Monday, February 11, 2013

Non-Saturday Morning Post

Last week the US Postal Service announced the decision to discontine regular deliveries on Saturdays. That makes me wonder if the pony express made a similar announcement upon their demise or if that service just faded away, unnoticed when something better came along.

Once again, something better has come along, email and pay online and skype. 

Progress, it's called. Maybe. But in the back of my mind, I remember a well quoted verse:

Neither snow nor rain nor heat nor gloom of night stays these couriers from the swift completion of their appointed rounds.


So the mailman won't be around on Saturdays, not because of rain nor snow nor gloom of night. It's all about the money!

Thanks to Life Magazine's archives for these photographs.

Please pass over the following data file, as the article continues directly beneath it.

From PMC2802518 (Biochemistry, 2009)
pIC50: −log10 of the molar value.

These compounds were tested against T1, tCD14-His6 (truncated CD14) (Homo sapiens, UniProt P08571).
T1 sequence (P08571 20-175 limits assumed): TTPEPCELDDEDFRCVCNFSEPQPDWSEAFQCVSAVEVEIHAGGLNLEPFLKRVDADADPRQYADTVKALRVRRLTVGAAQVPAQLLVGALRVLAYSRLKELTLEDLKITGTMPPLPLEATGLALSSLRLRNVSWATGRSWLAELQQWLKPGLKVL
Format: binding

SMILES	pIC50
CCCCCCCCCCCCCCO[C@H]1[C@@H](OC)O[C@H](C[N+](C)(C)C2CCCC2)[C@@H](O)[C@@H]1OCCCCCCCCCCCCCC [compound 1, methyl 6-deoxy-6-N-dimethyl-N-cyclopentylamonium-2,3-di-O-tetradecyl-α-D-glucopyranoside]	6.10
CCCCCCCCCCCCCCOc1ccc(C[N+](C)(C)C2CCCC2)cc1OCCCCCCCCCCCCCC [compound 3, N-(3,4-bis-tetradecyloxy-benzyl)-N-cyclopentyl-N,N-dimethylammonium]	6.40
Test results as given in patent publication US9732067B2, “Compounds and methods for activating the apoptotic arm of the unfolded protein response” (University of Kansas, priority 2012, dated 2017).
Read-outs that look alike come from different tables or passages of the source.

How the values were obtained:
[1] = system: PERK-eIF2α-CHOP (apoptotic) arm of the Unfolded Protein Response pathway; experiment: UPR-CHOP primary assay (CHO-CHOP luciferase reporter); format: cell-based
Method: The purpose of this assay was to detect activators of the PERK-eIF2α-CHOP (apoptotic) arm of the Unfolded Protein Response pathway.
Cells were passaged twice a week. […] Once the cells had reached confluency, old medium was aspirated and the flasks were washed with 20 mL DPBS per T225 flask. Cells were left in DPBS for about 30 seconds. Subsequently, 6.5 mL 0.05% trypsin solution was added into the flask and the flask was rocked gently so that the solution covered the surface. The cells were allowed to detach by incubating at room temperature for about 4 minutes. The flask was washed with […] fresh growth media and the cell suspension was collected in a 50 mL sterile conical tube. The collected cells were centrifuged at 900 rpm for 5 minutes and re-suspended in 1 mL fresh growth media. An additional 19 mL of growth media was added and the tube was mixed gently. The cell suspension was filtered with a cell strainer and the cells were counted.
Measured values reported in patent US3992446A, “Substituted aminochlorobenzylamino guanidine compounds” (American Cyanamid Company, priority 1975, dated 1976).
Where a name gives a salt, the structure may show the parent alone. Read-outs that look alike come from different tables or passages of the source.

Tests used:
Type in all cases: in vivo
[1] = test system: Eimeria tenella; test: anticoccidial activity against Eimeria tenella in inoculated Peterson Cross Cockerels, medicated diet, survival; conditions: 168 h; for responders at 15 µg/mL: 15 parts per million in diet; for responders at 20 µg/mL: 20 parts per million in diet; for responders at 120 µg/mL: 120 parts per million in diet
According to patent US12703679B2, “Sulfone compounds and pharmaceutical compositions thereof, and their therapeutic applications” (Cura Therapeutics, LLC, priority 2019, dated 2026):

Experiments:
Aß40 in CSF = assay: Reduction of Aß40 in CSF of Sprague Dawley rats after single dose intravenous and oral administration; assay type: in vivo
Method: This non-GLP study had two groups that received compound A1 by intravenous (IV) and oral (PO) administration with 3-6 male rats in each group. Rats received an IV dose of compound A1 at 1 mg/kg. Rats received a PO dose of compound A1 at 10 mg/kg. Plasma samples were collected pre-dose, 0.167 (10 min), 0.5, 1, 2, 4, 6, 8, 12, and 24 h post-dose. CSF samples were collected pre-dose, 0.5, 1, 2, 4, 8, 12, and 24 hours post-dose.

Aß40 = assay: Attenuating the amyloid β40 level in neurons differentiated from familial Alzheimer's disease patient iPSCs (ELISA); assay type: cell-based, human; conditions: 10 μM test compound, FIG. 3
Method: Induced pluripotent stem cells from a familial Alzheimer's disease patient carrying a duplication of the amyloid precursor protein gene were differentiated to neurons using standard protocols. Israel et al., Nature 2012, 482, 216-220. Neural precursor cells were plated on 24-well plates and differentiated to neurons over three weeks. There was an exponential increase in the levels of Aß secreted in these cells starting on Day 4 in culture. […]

But wait. This is nothing new. There were days and even a few weeks back in the late 1940's and 1950's when no delivery service was the usual rather than the unusual. This had nothing to do with saving money, but more to do with road conditions. In one word...


Note that the poem quote above left out that minor detail! During rainy stretches, the backroads of the Pilot Mountain School district in rural Burke County, North Carolina were far too often impassable. The deep ruts carved by the logging trucks on their daily runs collected the rain into puddles, massive puddles. Puddles that stopped even the most skillful of drivers.

Mail delivery would be suspended on particular routes until the roads cleared. Sometimes that would be days. Sometimes, weeks.

No mail on Saturday? Piece of cake.

Catch of the day,


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